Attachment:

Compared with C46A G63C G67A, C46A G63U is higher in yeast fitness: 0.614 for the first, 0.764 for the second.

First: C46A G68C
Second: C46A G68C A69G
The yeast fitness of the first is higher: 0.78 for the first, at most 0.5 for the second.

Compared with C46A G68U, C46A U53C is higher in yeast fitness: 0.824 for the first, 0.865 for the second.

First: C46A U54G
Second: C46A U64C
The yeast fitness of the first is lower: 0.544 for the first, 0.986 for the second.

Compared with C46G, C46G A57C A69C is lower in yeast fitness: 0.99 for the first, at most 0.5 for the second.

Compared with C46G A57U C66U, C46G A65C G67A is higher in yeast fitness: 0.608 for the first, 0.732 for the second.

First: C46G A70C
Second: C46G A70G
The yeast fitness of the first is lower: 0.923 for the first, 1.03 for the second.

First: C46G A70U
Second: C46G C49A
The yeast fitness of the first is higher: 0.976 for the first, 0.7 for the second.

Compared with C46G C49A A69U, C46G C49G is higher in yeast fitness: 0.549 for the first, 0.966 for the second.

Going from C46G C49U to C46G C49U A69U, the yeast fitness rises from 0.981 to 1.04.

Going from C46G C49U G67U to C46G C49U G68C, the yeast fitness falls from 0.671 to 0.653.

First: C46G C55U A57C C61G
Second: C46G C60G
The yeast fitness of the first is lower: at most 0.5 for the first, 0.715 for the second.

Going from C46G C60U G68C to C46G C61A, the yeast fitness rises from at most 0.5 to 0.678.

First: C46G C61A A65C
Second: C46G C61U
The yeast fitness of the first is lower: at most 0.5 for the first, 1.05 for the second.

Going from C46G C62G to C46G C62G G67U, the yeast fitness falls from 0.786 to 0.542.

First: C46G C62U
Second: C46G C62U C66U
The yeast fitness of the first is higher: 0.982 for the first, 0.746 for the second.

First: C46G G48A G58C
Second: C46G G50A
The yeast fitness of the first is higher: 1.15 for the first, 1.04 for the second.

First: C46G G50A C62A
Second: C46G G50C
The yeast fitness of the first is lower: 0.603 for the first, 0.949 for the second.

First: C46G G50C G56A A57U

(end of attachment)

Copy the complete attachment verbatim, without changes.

Compared with C46A G63C G67A, C46A G63U is higher in yeast fitness: 0.614 for the first, 0.764 for the second.

First: C46A G68C
Second: C46A G68C A69G
The yeast fitness of the first is higher: 0.78 for the first, at most 0.5 for the second.

Compared with C46A G68U, C46A U53C is higher in yeast fitness: 0.824 for the first, 0.865 for the second.

First: C46A U54G
Second: C46A U64C
The yeast fitness of the first is lower: 0.544 for the first, 0.986 for the second.

Compared with C46G, C46G A57C A69C is lower in yeast fitness: 0.99 for the first, at most 0.5 for the second.

Compared with C46G A57U C66U, C46G A65C G67A is higher in yeast fitness: 0.608 for the first, 0.732 for the second.

First: C46G A70C
Second: C46G A70G
The yeast fitness of the first is lower: 0.923 for the first, 1.03 for the second.

First: C46G A70U
Second: C46G C49A
The yeast fitness of the first is higher: 0.976 for the first, 0.7 for the second.

Compared with C46G C49A A69U, C46G C49G is higher in yeast fitness: 0.549 for the first, 0.966 for the second.

Going from C46G C49U to C46G C49U A69U, the yeast fitness rises from 0.981 to 1.04.

Going from C46G C49U G67U to C46G C49U G68C, the yeast fitness falls from 0.671 to 0.653.

First: C46G C55U A57C C61G
Second: C46G C60G
The yeast fitness of the first is lower: at most 0.5 for the first, 0.715 for the second.

Going from C46G C60U G68C to C46G C61A, the yeast fitness rises from at most 0.5 to 0.678.

First: C46G C61A A65C
Second: C46G C61U
The yeast fitness of the first is lower: at most 0.5 for the first, 1.05 for the second.

Going from C46G C62G to C46G C62G G67U, the yeast fitness falls from 0.786 to 0.542.

First: C46G C62U
Second: C46G C62U C66U
The yeast fitness of the first is higher: 0.982 for the first, 0.746 for the second.

First: C46G G48A G58C
Second: C46G G50A
The yeast fitness of the first is higher: 1.15 for the first, 1.04 for the second.

First: C46G G50A C62A
Second: C46G G50C
The yeast fitness of the first is lower: 0.603 for the first, 0.949 for the second.

First: C46G G50C G56A A57U